FINRA Bars Richard Adams Over Churning Customer Accounts

shutterstock_62862913The Financial Industry Regulatory Authority (FINRA) brought and enforcement action against broker Rasheed a/k/a Richard Adams (Adams) (FINRA No. 2015045911001) resulting in a bar from the securities industry alleging that between July 2013, and June 2014, Adams engaged in unsuitable excessive trading and churning in two of his customers’ accounts. In addition, FINRA alleged that Adams willfully failed to amend his Uniform Application for Securities Industry Registration and Transfer (Form U4) to disclose 12 unsatisfied judgments and liens.

Adams first became associated with a FINRA member in 1997. From May 2002, until August 2010, Adams was associated with E1 Asset Management, Inc. Thereafter, from August 2010, until June 2011, Adams was associated with PHD Capital, Finally, from June 2011, until May 2015, Adams was associated with Caldwell International Securities out of their New York, New York office location. In 2010, Adams created and was the 100% owner of Adams Wealth Management, Inc. (AWM).

According to FINRA, from July 2013, to June 2014, Adams exercised de facto control over two customers’ accounts referred to by the initials “AD” and “PV”. FINRA found that Adams excessively and unsuitably traded and churned AD’s account and PV’s account in a manner that was inconsistent with those customers’ investment objectives, financial situations, and needs. Specifically, FINRA found Adams’ trading activity was inappropriate because it resulted in a turnover rate in AD’s account of 16.14, and a cost-to-equity ratio of 70.99% while in PV’s account the turnover ratio was 19.16 and the cost-to-equity ratio was 91.96%. FINRA found that the improper trading activity in these two accounts resulted in losses of approximately $37,000 and generated commissions of approximately $57,000.

In addition, under the FINRA rules brokers must disclose liens and judgements filed against them. FINRA found that Adams willfully failed to amend or timely amend his Form U4 to disclose 12 judgments and liens including: (1) judgment for $1,104 in favor of Capital One in 2010; (2) lien for $16,771 State of New York in 2010; (3) $1,800 in favor of the Newberry Towne Association in 2010; (4) $18,829 in favor of the State of New York in 2009; (5) lien for $50,441 in favor of the IRS in 2008; (6) $1,781 in favor of the Newberry Towne Association in 2008: (7) lien for $35,609 in favor of the State of New York in 2007; (8) $2,109 in favor of the Newberry Towne Association in 2007; (9) lien for $2,838 in favor of the State of New York in 2006; (10) judgment for $11,478 in favor of Daimler Chrysler Financial Services in 2008; (11) $10,203 in favor of Daimler Chrysler Financial Services in 2008; and (12) $5,000 in favor of Bank of America in 2011.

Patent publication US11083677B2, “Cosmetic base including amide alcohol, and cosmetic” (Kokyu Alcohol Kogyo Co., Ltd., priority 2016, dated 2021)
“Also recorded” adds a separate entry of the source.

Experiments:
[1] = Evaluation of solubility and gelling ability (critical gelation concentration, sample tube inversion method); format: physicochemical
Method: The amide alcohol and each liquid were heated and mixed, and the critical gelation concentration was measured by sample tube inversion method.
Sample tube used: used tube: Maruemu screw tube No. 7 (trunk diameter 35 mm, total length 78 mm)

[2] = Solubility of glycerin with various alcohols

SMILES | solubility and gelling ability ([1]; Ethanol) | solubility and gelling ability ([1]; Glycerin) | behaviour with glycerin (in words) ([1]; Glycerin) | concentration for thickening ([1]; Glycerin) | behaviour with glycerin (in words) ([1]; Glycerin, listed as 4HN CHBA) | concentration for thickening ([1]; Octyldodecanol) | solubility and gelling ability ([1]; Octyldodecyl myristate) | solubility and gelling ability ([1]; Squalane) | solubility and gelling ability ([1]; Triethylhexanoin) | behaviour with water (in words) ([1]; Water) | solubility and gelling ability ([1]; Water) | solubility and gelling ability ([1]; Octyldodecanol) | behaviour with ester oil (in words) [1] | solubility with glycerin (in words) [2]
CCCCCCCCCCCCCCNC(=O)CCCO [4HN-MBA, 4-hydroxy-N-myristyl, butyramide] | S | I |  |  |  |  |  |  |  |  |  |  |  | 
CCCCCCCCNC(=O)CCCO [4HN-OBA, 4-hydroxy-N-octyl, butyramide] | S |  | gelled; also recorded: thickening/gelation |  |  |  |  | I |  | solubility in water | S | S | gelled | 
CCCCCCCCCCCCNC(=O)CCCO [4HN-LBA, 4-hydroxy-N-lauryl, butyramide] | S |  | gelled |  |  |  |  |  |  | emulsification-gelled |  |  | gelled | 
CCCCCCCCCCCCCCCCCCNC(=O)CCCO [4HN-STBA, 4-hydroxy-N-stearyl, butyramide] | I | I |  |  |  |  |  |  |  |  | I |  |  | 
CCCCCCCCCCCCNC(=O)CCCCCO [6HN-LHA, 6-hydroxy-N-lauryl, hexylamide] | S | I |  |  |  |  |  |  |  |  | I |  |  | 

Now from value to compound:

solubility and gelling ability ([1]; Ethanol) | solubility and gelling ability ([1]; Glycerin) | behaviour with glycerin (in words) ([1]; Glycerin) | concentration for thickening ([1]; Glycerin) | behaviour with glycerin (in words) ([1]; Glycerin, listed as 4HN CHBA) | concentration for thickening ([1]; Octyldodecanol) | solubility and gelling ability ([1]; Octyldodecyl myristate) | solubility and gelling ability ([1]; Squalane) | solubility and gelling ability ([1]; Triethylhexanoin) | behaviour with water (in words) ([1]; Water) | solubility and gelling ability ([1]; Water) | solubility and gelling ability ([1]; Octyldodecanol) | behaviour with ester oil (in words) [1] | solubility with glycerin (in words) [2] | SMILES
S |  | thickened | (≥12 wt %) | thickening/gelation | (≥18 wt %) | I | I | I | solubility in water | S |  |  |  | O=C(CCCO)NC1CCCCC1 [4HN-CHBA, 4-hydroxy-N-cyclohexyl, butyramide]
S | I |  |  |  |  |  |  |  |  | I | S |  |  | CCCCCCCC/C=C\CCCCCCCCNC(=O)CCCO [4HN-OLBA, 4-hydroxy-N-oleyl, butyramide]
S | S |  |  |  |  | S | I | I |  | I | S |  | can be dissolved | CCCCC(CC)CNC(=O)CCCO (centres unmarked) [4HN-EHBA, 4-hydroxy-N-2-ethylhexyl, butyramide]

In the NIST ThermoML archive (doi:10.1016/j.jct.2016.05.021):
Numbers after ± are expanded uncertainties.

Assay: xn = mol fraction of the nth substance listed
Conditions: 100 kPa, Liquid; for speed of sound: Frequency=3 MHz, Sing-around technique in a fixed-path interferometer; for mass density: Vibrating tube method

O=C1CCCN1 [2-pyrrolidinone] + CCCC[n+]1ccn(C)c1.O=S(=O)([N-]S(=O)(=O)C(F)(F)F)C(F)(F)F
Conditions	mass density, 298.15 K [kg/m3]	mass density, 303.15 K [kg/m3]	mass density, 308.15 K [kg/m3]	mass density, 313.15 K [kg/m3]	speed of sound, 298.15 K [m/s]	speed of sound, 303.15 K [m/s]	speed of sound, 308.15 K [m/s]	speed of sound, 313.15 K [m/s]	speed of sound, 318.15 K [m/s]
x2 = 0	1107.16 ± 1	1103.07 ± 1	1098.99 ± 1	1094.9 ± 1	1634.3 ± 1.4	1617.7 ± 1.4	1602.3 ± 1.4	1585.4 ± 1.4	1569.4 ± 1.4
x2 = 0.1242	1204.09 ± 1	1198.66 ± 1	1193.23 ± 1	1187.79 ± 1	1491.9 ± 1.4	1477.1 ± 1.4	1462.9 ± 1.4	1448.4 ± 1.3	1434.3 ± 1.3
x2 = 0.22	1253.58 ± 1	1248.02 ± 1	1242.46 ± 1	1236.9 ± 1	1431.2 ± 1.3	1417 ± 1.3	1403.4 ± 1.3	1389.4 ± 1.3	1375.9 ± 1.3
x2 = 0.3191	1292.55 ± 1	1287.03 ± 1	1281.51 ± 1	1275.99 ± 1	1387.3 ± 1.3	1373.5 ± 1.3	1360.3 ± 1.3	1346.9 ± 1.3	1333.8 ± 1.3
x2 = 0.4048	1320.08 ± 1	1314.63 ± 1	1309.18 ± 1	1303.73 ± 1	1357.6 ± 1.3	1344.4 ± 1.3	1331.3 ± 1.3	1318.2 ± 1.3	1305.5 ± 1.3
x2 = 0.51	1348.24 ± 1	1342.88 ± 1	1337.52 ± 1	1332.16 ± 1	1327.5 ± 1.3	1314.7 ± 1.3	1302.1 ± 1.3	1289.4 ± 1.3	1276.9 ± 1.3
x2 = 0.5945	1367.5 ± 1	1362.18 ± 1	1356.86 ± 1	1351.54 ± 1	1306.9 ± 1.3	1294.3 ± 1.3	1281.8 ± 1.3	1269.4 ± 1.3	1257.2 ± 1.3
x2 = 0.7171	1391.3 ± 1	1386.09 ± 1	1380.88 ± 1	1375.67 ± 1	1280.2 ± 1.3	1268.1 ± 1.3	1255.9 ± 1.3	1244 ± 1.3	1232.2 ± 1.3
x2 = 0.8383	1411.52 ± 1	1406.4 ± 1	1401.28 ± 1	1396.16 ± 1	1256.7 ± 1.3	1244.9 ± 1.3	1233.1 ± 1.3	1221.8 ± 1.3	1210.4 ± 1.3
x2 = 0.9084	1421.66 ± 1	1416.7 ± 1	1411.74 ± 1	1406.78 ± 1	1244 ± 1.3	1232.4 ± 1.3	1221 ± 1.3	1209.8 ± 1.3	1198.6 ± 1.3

According to FINRA, Adams knew about each of the judgments and liens. Further, on August 13, 2013, FINRA staff notified Adams about the outstanding judgments and liens were not disclosed on his Form U4. Even though FINRA notified Adams of the judgments and liens, Adams failed to amend his Form U4 to disclose any them until December 3, 2013, which was more than 30 days after Adams learned of the judgments and liens from FINRA.

Investors who have suffered investment losses due to churning activity may be able recover their losses through securities arbitration. The attorneys at Gana LLP are experienced in representing investors concerning securities violations. Our consultations are free of charge and the firm is only compensated if you recover.